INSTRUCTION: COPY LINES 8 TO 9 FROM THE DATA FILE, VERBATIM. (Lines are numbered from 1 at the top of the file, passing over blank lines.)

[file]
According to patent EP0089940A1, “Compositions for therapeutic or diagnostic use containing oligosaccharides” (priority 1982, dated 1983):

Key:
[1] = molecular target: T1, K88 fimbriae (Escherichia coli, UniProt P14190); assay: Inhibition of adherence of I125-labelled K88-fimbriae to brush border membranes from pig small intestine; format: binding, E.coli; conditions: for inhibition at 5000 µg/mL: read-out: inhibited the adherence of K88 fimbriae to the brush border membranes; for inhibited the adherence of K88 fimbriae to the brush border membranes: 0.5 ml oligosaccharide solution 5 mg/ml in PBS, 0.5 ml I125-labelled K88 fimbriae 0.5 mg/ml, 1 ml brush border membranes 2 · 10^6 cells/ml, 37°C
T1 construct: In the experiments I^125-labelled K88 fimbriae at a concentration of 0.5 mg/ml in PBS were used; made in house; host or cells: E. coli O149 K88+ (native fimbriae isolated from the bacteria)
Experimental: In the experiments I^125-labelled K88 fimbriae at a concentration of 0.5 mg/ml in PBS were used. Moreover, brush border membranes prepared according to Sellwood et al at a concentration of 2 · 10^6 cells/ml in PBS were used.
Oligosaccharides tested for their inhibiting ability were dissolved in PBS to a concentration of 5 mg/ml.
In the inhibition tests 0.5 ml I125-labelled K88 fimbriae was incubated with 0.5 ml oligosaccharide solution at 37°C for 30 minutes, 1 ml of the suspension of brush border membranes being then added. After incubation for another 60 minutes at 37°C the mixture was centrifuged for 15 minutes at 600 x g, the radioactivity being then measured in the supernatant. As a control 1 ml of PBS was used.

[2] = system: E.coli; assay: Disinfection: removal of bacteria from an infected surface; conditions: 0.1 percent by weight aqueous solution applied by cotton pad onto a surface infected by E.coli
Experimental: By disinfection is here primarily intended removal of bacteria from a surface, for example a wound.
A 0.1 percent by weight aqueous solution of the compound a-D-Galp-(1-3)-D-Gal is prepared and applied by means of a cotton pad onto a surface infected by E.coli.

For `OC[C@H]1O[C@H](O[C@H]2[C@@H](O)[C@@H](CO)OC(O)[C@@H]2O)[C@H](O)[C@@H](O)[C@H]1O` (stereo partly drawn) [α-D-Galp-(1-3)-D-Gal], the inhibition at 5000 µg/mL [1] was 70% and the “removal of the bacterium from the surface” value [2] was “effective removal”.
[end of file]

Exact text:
[2] = system: E.coli; assay: Disinfection: removal of bacteria from an infected surface; conditions: 0.1 percent by weight aqueous solution applied by cotton pad onto a surface infected by E.coli
Experimental: By disinfection is here primarily intended removal of bacteria from a surface, for example a wound.